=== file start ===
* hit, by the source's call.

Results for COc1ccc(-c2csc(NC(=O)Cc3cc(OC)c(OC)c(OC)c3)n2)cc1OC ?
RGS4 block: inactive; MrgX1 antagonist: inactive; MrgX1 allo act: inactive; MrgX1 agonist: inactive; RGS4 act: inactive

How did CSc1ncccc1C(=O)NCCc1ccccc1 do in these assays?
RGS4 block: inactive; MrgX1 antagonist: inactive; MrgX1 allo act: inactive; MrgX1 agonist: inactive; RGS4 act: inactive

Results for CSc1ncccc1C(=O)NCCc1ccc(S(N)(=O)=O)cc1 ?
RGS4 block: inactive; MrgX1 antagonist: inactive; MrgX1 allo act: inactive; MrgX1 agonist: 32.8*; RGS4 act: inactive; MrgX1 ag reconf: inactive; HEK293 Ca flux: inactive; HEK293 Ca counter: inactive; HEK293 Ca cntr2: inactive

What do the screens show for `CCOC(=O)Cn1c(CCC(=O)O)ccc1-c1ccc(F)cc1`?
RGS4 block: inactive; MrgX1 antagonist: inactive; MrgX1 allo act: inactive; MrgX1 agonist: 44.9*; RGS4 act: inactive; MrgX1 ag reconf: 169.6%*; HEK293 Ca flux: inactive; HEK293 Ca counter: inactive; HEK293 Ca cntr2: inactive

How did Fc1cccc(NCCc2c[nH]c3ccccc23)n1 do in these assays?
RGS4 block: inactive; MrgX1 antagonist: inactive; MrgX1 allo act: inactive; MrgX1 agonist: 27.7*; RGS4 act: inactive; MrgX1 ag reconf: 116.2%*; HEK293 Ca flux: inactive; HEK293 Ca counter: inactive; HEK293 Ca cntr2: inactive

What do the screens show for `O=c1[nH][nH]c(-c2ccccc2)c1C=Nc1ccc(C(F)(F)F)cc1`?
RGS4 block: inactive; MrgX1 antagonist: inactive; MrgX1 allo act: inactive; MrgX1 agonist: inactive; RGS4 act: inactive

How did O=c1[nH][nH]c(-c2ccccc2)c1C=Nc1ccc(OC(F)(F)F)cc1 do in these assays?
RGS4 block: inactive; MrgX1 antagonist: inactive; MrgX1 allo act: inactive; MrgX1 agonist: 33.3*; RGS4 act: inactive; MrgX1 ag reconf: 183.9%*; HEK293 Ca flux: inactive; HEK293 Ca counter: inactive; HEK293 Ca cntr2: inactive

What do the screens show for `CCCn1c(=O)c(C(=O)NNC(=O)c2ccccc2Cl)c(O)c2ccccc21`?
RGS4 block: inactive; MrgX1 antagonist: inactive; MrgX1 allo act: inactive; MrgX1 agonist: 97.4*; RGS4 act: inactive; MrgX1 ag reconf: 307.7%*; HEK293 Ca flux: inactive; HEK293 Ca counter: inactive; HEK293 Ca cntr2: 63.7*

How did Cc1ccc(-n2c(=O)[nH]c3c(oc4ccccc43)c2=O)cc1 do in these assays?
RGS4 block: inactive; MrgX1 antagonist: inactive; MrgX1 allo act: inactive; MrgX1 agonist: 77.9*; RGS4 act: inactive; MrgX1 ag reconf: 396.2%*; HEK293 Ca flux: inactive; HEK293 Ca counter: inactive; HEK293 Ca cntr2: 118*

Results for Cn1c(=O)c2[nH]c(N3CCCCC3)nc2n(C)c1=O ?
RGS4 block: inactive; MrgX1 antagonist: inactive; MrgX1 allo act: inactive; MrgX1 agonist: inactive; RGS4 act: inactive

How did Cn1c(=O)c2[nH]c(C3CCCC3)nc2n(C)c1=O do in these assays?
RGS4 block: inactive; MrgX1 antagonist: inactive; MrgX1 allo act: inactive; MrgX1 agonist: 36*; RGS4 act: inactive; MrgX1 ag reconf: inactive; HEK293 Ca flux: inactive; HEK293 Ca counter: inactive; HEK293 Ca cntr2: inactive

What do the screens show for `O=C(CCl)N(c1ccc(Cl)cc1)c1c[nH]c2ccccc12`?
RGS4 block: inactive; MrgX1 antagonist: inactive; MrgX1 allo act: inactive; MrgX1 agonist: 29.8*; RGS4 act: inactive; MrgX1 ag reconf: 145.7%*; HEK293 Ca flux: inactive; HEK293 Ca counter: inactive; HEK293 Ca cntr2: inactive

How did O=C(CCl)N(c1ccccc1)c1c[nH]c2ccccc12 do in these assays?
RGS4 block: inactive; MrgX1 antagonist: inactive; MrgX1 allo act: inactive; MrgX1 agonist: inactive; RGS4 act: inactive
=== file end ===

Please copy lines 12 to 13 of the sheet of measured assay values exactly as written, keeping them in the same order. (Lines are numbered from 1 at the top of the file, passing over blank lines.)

What do the screens show for `O=c1[nH][nH]c(-c2ccccc2)c1C=Nc1ccc(C(F)(F)F)cc1`?
RGS4 block: inactive; MrgX1 antagonist: inactive; MrgX1 allo act: inactive; MrgX1 agonist: inactive; RGS4 act: inactive